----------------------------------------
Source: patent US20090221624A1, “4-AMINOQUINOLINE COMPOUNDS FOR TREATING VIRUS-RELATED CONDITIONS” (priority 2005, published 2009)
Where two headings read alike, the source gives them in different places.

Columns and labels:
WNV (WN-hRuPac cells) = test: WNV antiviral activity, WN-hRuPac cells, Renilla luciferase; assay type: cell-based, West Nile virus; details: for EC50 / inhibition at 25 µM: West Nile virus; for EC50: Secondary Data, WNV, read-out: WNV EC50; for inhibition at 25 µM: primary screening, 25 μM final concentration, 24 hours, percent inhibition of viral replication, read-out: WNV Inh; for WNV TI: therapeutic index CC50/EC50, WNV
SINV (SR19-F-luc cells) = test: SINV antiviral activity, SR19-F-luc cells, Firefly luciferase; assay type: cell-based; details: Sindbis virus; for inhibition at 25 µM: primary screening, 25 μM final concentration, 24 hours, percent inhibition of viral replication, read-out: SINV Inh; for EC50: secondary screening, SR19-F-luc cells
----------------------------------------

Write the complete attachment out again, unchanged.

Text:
Source: patent US20090221624A1, “4-AMINOQUINOLINE COMPOUNDS FOR TREATING VIRUS-RELATED CONDITIONS” (priority 2005, published 2009)
Where two headings read alike, the source gives them in different places.

Columns and labels:
WNV (WN-hRuPac cells) = test: WNV antiviral activity, WN-hRuPac cells, Renilla luciferase; assay type: cell-based, West Nile virus; details: for EC50 / inhibition at 25 µM: West Nile virus; for EC50: Secondary Data, WNV, read-out: WNV EC50; for inhibition at 25 µM: primary screening, 25 μM final concentration, 24 hours, percent inhibition of viral replication, read-out: WNV Inh; for WNV TI: therapeutic index CC50/EC50, WNV
SINV (SR19-F-luc cells) = test: SINV antiviral activity, SR19-F-luc cells, Firefly luciferase; assay type: cell-based; details: Sindbis virus; for inhibition at 25 µM: primary screening, 25 μM final concentration, 24 hours, percent inhibition of viral replication, read-out: SINV Inh; for EC50: secondary screening, SR19-F-luc cells